September 25, 2017 at 5:00 am ET
For too long, American families and businesses have been held hostage by a tax code that has limited any real potential for economic growth and innovation. With some of the highest tax rates in the world, our code is in immediate need of reform – but “reform” should not mean deviating from the status quo to adopt growth-killing provisions.
Rep. Kevin Brady (R-Texas), chairman of the House Ways and Means Committee and member on the “Big Six” tax writing panel, said there “may be a need” to borrow some ideas from former Rep. Dave Camp’s (R-Mich.) 2014 tax reform plan. But Camp’s proposal contained many disastrous ideas that Congress needs to strike from consideration as soon as possible.
One of the greatest malefactors of Camp’s plan was the advertising tax. Currently, advertising is treated as a normal business expense, with a 100 percent deduction the year the money was spent. Adopting the Camp proposal would change that to only a 50 percent deduction in the first year, with the remaining 50 percent amortized over the next 10 years.
This tax, an assault on free speech, should be opposed on constitutional grounds alone, but it is especially immoral for economic reasons. To start or grow a successful business, an effective advertising campaign is essential. Business owners must pay for the publicity before they can sell their product, and thus, before any revenue even comes through the door. That is why advertising spending has been a fully deductible business expense ever since the tax code was created back in 1913 – doing anything else would be a giveaway to big businesses, hurting startups and smaller-scale companies.
To this day, the deduction helps businesses develop brand recognition so they can continue to grow, which in turn creates more jobs and ultimately more tax revenue as the company’s profit margins increase. In other words, less advertising would be very detrimental to the America’s bottom line.
A study by IHS Global found that in just 2014 alone, almost $300 billion in advertising spending was poured into the American economy. Those advertising dollars generated over $5.8 trillion in sales and helped to create 20 million jobs. That works out to be one heck of a rate of return, producing $19 of economic activity for every $1 spent.
For this reason, a bipartisan coalition of 124 House members signed a letter to leadership stating, “The potential for strengthening our economy through tax reform would be jeopardized by any proposal that imposes an advertising tax on our nation’s manufacturing, retail and service industries.”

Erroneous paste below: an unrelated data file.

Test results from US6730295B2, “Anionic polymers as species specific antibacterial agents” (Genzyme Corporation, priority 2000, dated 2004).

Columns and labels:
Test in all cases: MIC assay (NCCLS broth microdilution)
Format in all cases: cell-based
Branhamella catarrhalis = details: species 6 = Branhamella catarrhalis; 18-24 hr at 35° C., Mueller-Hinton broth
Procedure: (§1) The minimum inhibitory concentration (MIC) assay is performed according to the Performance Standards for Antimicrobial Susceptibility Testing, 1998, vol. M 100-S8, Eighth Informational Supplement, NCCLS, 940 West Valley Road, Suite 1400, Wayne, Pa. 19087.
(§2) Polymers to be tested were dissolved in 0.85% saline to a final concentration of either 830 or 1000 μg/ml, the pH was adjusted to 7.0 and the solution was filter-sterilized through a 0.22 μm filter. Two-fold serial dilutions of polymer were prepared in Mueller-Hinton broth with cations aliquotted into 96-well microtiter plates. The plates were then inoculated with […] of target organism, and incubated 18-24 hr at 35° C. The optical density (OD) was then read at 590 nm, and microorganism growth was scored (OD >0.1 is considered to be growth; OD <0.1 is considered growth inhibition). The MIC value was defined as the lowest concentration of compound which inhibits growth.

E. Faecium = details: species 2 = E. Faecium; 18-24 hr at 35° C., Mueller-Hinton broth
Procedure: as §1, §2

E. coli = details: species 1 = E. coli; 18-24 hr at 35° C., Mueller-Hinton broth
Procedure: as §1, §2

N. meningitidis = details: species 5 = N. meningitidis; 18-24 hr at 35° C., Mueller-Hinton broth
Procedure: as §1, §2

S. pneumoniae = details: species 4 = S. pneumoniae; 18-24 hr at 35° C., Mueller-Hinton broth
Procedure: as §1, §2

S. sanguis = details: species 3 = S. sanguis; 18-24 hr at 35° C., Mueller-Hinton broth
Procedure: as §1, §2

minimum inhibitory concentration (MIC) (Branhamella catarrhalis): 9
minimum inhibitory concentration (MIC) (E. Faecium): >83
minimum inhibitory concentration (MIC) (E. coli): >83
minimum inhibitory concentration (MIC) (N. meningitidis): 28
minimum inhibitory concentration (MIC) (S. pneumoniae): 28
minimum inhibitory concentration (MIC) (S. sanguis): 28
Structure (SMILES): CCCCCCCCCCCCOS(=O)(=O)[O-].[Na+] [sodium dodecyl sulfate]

Another misguided idea coming out of the Dave Camp tax provisions is to start taxing workers’ 401(k) contributions up front, rather than many years down the line when the money is used. Taxing 401(k) contributions may look like a good way to raise extra tax revenue, but in reality, it will do nothing more than discourage workers from saving their money for retirement.
This country already has a pitiful rate of savings per person. For instance, 44 percent of the country doesn’t even have the cash on hand to cover an emergency $400 expense. Instead of putting the working class further into the red by remaining fixated to the flawed Keynesian “spend-spend-spend!” ideas of the past, Congress should do everything it can to encourage individual self-reliance.
There has also been a great deal of talk about increasing the tax on carried interest, as Camp proposed. U.S. Treasury Secretary Steven Mnuchin has publicly stated, “We will close the loophole” related to this provision, while at the same time insinuating the administration may keep it for some.
This tax change might sound like a good idea since everyone loves the idea of sticking it to the “greedy hedge fund guys.” However, altering the treatment of carried interest would be imprudent and ultimately hurt the small startup businesses that are looking for investors to help them get off the ground.
Investors may have to wait years to ever realize a profit and, in some cases, lose their investment entirely. Considering the risk involved when supporting new business ventures, why would anyone take that chance if there wasn’t at least the possibility of a tax benefit? If anything, Congress should lower the income tax rate to the capital gains rate – not the other way around.
Without a doubt, implementing true, meaningful tax reform that works for all American taxpayers is a Herculean task. But most of the provisions that came out of Dave Camp’s tax plan are not the solution. Republicans need to remember that they were sent to Washington, D.C., to do what is fair and just, not what is quick and easy. The people that elected them are counting on them, once and for all, to get this right.
Dan Perrin is the president of the HSA Coalition. He is a former U.S. Committee on Foreign Relations staff member, where he served for more than seven years, and a former staffer with the U.S. Senate Steering Committee.
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